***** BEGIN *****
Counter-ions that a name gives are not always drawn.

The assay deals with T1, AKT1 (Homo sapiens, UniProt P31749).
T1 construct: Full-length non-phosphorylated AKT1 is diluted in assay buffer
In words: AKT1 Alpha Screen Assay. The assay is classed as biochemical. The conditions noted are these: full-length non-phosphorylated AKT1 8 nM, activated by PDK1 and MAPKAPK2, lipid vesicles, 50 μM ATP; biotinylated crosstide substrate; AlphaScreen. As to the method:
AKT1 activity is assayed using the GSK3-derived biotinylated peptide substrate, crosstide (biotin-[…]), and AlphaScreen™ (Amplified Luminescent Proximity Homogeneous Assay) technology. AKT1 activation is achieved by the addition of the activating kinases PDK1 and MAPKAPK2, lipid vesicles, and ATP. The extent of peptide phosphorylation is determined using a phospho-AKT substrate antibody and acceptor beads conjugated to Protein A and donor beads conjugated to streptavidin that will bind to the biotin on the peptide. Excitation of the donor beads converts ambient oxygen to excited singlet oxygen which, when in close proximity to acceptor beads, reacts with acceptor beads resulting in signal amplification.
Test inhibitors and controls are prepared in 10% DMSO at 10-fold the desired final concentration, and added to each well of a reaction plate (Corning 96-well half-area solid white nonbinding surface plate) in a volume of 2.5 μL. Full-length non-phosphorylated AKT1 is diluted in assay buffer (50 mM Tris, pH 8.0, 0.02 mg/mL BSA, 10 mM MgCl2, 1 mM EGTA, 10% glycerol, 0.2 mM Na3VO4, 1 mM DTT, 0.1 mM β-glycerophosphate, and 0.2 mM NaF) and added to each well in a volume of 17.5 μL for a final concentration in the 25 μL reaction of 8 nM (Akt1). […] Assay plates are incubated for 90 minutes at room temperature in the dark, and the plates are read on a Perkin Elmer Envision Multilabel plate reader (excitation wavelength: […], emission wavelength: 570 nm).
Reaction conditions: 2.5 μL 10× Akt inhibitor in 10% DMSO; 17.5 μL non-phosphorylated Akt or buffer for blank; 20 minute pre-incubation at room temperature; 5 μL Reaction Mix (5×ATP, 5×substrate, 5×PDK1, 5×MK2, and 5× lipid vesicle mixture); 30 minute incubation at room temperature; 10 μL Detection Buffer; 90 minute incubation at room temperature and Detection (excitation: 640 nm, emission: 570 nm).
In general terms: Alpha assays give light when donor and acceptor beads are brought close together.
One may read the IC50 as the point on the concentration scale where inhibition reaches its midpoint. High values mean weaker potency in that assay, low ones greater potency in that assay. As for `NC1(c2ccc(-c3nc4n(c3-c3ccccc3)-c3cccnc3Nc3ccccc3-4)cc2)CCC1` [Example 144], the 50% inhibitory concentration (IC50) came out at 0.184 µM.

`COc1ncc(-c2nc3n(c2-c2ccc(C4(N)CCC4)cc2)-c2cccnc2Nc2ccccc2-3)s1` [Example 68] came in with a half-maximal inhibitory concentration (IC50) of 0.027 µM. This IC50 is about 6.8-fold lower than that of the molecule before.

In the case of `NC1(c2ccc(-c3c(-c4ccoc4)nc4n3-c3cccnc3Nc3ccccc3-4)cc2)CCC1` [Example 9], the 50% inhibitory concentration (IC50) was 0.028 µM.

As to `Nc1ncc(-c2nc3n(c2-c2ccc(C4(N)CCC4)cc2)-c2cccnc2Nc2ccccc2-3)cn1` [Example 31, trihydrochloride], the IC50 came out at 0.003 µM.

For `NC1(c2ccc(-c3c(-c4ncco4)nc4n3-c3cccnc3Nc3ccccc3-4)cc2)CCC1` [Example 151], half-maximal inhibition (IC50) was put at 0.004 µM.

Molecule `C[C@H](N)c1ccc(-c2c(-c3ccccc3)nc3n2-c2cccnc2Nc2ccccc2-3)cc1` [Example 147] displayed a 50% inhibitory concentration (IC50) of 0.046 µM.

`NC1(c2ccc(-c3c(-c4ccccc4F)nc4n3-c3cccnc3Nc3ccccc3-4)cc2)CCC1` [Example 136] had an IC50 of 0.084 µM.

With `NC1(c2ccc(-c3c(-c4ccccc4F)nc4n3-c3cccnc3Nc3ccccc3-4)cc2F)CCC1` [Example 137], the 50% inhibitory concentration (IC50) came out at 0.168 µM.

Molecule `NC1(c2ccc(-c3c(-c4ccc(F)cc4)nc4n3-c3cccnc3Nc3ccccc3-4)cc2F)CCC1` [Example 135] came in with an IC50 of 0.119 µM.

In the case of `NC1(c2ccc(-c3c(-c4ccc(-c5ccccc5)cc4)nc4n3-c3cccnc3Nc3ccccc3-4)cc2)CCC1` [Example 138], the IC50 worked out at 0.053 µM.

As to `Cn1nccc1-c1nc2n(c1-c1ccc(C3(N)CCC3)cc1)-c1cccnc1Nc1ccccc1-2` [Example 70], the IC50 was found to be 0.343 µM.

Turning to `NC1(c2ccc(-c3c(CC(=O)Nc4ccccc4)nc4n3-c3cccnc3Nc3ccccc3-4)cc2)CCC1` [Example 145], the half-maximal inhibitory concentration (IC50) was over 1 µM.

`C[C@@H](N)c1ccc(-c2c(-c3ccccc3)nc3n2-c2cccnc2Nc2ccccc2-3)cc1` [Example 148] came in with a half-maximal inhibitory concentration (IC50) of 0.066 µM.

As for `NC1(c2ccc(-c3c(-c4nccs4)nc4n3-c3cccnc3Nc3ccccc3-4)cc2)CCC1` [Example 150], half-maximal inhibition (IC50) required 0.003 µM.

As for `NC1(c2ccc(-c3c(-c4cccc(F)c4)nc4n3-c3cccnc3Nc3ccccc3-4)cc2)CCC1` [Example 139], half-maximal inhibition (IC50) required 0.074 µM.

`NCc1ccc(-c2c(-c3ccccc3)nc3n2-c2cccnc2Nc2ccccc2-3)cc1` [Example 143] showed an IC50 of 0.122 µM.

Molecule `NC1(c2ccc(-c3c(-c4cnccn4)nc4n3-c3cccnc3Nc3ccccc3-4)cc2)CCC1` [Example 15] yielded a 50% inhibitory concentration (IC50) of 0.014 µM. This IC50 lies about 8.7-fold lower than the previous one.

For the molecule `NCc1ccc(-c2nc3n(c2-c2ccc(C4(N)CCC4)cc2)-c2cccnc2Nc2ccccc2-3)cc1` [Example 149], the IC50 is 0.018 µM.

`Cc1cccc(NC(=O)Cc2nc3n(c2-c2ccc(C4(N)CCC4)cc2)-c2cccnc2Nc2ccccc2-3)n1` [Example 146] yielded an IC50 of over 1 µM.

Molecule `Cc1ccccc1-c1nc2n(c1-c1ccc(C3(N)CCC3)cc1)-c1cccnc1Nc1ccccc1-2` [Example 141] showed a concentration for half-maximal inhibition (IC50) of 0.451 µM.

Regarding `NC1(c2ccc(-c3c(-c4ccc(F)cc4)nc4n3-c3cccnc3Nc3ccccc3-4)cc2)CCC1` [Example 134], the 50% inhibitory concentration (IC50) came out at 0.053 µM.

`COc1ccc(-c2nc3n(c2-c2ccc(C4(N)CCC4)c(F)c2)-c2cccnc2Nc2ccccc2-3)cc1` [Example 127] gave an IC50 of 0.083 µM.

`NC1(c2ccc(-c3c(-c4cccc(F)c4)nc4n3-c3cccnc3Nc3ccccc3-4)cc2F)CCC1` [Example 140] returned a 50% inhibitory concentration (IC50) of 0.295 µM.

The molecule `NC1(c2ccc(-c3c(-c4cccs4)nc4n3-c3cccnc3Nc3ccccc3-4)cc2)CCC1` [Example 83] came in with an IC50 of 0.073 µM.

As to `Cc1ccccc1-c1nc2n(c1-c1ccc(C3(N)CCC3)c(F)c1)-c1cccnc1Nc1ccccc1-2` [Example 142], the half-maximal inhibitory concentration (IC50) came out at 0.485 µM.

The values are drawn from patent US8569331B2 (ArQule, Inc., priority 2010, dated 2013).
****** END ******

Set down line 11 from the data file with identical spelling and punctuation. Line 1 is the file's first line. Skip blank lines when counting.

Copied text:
In the case of `NC1(c2ccc(-c3c(-c4ccoc4)nc4n3-c3cccnc3Nc3ccccc3-4)cc2)CCC1` [Example 9], the 50% inhibitory concentration (IC50) was 0.028 µM.